Putting her finger through the rent in her shirt, the tip of it brushed her stomach and she jumped as she always did when something unexpectedly touched her flesh. She remembered this feeling from adolescence: the feeling that all your nerves were acutely sensitive, that your skin had been stretched to breaking-point by a recent spurt of growth, that all the defensive layers of your body were peeling off one by one…
She had hated being a teenager, hated it with a passion. When she woke in the sick room and found herself young again – smooth skin, soft hands and stick-thin legs – she had screamed and hit out in rage and horror, and the matron and under-matron had had to hold her down till she was calmer. How dare they do this to her, she shrieked? After all those years of struggle, all the marches, all the verbal fighting and the censorship; after childbirth, divorce, grief, old age, cancer and death; to find the laughter-lines and frown-lines erased, the stretch-marks smoothed away, the scars wiped off – it was as if the School Board had contrived to censor the whole of her past, to remove all trace of who she was in one triumphantly dismissive gesture. And to be subjected once again to the contempt of adults – to have lost even that grudging respect her enemies had given her when they found she would not capitulate, would not be bought… and to return to the state of utter powerlessness, of unfocused desires and seemingly endless frustration… For the first few days after waking she had thought she would go mad every time she met her own eyes in the sick-room mirror, or met the gently condescending eyes of the under-matron. Her disgust with her new young body was even more intense, in fact, than her disgust with her paper clothes.
So why was she behaving like this, she wondered? Why make things difficult for herself? Why not simply do as she was told and escape from this hell-hole as soon as she could?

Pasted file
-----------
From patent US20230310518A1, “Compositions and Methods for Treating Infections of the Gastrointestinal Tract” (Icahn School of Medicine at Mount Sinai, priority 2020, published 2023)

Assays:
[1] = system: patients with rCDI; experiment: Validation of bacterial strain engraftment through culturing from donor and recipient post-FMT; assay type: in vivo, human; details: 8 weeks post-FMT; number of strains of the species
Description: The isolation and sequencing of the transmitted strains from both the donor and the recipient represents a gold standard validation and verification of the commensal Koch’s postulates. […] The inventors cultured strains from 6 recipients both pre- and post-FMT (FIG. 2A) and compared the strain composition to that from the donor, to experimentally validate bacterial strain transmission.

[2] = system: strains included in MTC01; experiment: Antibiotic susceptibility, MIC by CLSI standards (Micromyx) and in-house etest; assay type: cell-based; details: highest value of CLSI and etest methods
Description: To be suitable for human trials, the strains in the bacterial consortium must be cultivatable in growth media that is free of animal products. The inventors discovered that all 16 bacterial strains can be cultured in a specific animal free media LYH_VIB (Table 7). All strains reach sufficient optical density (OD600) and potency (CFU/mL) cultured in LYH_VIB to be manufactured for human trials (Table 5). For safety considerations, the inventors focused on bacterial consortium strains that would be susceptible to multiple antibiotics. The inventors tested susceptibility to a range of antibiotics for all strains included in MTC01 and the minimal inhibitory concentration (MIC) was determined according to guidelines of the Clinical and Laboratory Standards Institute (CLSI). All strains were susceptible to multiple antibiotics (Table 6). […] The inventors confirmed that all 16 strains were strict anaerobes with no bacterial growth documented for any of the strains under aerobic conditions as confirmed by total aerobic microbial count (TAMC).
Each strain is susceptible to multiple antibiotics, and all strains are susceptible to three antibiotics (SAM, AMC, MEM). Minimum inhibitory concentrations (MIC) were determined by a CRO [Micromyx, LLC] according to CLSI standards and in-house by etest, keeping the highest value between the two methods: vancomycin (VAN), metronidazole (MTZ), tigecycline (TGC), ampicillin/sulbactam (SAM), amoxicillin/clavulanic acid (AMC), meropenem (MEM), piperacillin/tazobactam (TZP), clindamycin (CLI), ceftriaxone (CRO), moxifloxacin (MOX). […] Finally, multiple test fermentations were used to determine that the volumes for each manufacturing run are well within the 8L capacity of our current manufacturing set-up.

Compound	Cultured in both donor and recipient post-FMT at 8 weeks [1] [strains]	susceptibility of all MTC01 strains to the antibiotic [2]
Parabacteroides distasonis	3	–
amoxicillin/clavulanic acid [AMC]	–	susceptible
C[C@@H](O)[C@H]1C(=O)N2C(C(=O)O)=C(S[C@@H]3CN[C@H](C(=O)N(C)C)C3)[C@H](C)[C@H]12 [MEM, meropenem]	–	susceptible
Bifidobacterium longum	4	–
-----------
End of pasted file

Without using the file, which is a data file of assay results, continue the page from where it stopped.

The headmaster had come round to the front of the desk and was leaning against it, looking down at her with a benevolent smile. People were always looking down at her here. ‘Yes, you have an imagination to die for,’ he observed, and there was perhaps a hint of menace in his words. ‘Think of what you could do with it if you chose! Don’t waste it, J99. Why don’t you use it to put together a workable plan?’
She looked up at him curiously, conscious of the awkwardness of her position, wondering if she should stand up too, put herself closer to his level. Yes, there was menace in his words; but wasn’t there also something else? What was it? Could it be respect? Could it be… fear? ‘Thank you, sir,’ she said, ‘but I think the plan I have is workable. Why shouldn’t it be?’
He frowned and folded his arms. In one of his hands he held a silver pen, and now he tapped his mouth with it as if warning himself not to blurt out something rash. ‘I’m sorry, J99, but it really isn’t. You’ll have to take my word for it; I’ve had years of experience with this sort of thing. The plans we approve involve possible worlds, not impossible ones. Take the world you knew, tweak it a bit, improve it in one or two tiny ways – just to make your own life a little more comfortable, a little more fulfilled – and be content with that. What you propose is simply too extreme. Too – how shall I say? – Utopian.’
‘I don’t see why,’ she said. ‘The changes I suggested didn’t involve anything physical at all; just a change of attitude. Why shouldn’t that work? It’s happened before, on my world. Or so the historians tell us.’